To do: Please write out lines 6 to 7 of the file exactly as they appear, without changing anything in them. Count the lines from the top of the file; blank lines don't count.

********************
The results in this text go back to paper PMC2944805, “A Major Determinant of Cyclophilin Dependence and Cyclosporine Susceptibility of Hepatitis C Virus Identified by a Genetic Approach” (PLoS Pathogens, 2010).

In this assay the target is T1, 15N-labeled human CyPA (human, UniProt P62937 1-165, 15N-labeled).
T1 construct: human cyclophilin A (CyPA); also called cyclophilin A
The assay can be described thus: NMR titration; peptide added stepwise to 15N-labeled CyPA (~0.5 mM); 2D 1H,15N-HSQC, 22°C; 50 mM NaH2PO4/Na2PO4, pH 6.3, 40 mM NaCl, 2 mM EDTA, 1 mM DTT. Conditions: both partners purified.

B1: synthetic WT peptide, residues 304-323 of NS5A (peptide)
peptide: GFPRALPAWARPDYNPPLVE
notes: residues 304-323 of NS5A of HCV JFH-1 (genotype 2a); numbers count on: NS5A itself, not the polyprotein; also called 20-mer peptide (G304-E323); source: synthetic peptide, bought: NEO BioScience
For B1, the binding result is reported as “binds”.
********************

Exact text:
peptide: GFPRALPAWARPDYNPPLVE
notes: residues 304-323 of NS5A of HCV JFH-1 (genotype 2a); numbers count on: NS5A itself, not the polyprotein; also called 20-mer peptide (G304-E323); source: synthetic peptide, bought: NEO BioScience